Articulation: 12 total points - Swivel neck; Swivel waist; 3 points each arm: double-joint shoulder, ball joint elbow; 2 points each leg: Ball joint hip, ball joint knee.
Colors: Molded orange, blue, black; Painted silver, blue, red, light blue.
Release Data: Released in the United States in February of 2015 at a retail price of US$9.99
Huffer shared some space with Windcharger as a recolor nobody really wanted. The mold is so much Optimus Prime that to try to give it a different head and pass it as a character who is expected to look much different seemed to be asking the impossible. Plus the design of the figure had never been all that well regarded. But I learned that we were wrong about Windcharger, and I think we were wrong here too.
The mold has always had a strange chest design with the windows being able to hinge open and show an Autobot emblem on a plate on the inner chest. But this forces the shoulders out of place unnaturally and worse, they don't lock at either end of the their range of motion. This has previously been a problem where the fitting isn't very tight so any movement of the arms pulls the window with it, even including the Nemesis Prime that preceded this use of the mold. Huffer manages to keep these panels in place better and in doing greatly improve the use of the robot mode. You can thank a painted torso piece for this, as far as I can tell. A structural chunk in the inner body very much looks to be paint dipped blue, though I can't identify what the base color was. The extra thickness seems to be holding the hinges a little more snugly so they can't move so much without determined effort to do so. The parts fit and tolerances on this in general seem to be tighter than my Nemesis Prime. Often this is good, sometimes it's not. For one, the robot head is very difficult to pull put out of the body when transforming because the hinge is extremely tight. The mid-body transformation joint is similar. But the regular joints fare much better, finding that happy point in the middle of tension and smoothness.
Deco-wise, I like the breakdown of colors on Huffer. The orange isn't quite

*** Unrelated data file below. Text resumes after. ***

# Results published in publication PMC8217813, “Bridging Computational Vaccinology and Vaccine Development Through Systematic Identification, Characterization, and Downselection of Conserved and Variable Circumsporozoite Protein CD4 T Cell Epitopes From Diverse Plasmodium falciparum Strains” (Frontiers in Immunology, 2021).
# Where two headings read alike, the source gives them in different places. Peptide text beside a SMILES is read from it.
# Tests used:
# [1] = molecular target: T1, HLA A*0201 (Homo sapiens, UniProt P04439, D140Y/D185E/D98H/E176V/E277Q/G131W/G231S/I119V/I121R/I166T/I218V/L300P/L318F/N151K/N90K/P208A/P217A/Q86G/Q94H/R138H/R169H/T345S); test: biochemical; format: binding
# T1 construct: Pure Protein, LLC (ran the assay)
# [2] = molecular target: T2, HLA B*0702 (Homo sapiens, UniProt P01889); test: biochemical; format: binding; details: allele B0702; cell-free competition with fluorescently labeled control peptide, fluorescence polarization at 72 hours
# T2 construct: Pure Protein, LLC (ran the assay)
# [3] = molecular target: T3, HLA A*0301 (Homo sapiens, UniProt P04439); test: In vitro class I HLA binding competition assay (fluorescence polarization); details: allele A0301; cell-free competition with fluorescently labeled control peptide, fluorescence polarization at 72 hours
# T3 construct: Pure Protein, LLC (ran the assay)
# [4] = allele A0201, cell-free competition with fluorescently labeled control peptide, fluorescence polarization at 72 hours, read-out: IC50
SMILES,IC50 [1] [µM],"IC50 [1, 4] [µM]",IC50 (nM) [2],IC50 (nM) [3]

as far as being safety, but it's a very rich orange contrasted by a great
looking dark blue. The placement of the colors may not be 100% accurate Huffer,
but the values of the colors is right on the mark. That more than almost
anything is what will make you see Huffer when you look at this. Part of me
wishes he had the cab-shell hood in some way since it's a distinguishing visual
element, but when it comes right down to it, it's not something you're gonna
find yourself missing very much. Huffer is accented in silver which a great
alternate the the color extremes. I especially like the way specific details
have been picked out on the legs to make sure to emphasize a certain shape
within the outline of the boots.
Again, a couple of the hinges involved in transformation are pretty stiff,
but they'll get where they're going. Otherwise it's a simple enough process
that you may be familiar with twice over already depending how much you've kept
on this mold during its lifespan.
What's impressive about the deco is how you take a blue and orange robot and make an almost completely orange truck from it. Neither of the prior uses had the color arrangement to really make that capability evident, and it's a cool combination of design behavior and deco planning to take advantage of it. The truck benefits from enough silver paint apps to give a finished look to the front end, with the grille and lights painted in well, and even the foglights on the roof get the paint treatment. Really, apart from silver hubcaps I don't think there's very much you could say is lacking in the deco for the truck mode.